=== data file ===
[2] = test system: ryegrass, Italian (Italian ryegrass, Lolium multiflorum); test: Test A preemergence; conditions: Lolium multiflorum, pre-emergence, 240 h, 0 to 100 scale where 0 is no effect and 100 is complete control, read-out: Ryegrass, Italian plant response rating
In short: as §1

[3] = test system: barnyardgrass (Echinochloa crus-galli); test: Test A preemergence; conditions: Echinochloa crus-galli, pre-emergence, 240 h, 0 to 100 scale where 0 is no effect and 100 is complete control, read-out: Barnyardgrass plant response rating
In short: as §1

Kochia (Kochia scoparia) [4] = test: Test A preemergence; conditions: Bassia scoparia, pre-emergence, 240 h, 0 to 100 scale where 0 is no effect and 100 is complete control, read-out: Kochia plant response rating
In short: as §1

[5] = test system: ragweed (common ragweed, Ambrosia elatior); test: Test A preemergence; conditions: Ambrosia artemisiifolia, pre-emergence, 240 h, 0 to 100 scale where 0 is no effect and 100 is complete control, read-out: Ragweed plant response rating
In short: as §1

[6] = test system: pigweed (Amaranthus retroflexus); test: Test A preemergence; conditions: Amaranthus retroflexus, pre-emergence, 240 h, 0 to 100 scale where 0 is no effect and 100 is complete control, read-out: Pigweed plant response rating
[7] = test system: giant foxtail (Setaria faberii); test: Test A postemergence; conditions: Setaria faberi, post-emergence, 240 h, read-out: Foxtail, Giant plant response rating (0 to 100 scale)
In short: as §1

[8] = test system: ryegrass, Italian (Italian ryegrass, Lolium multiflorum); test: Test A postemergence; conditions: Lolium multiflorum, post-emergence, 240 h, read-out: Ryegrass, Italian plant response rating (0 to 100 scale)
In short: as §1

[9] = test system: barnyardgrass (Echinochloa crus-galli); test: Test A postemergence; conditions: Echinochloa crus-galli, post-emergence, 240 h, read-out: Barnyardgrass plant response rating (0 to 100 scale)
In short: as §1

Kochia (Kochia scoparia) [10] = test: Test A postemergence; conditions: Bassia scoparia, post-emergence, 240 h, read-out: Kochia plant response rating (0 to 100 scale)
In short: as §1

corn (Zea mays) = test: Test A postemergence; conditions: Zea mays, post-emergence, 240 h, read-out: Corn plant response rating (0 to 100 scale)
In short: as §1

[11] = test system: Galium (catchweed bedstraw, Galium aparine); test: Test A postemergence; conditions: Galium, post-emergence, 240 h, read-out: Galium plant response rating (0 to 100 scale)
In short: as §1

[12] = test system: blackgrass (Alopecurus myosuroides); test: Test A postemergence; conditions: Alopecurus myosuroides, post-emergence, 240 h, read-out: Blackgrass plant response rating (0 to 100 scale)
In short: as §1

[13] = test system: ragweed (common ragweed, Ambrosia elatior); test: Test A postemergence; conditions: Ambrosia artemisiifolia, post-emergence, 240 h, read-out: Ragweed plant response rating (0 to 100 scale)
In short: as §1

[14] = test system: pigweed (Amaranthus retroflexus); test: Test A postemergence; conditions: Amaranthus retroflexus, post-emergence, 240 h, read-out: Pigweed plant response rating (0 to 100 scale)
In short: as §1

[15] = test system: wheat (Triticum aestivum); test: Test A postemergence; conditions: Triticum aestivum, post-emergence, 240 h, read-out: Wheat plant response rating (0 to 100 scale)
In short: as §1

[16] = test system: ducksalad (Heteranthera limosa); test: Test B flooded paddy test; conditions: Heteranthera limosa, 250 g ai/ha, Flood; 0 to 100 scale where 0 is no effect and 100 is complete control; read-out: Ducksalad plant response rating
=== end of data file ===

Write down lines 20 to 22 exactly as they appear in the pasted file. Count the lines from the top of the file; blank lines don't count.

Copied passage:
[11] = test system: Galium (catchweed bedstraw, Galium aparine); test: Test A postemergence; conditions: Galium, post-emergence, 240 h, read-out: Galium plant response rating (0 to 100 scale)
In short: as §1

[12] = test system: blackgrass (Alopecurus myosuroides); test: Test A postemergence; conditions: Alopecurus myosuroides, post-emergence, 240 h, read-out: Blackgrass plant response rating (0 to 100 scale)